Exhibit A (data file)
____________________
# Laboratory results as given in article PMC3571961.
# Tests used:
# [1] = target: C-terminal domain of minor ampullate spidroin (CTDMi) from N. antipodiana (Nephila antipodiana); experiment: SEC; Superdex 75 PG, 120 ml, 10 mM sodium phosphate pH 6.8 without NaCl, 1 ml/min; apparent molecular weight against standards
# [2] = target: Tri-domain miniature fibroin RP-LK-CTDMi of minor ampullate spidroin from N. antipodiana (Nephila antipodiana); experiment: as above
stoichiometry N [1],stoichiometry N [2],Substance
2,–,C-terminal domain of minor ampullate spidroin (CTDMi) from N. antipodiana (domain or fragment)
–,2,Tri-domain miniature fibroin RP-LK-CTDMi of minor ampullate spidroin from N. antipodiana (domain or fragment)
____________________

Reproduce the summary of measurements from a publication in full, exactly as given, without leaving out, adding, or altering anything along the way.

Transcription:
# Laboratory results as given in article PMC3571961.
# Tests used:
# [1] = target: C-terminal domain of minor ampullate spidroin (CTDMi) from N. antipodiana (Nephila antipodiana); experiment: SEC; Superdex 75 PG, 120 ml, 10 mM sodium phosphate pH 6.8 without NaCl, 1 ml/min; apparent molecular weight against standards
# [2] = target: Tri-domain miniature fibroin RP-LK-CTDMi of minor ampullate spidroin from N. antipodiana (Nephila antipodiana); experiment: as above
stoichiometry N [1],stoichiometry N [2],Substance
2,–,C-terminal domain of minor ampullate spidroin (CTDMi) from N. antipodiana (domain or fragment)
–,2,Tri-domain miniature fibroin RP-LK-CTDMi of minor ampullate spidroin from N. antipodiana (domain or fragment)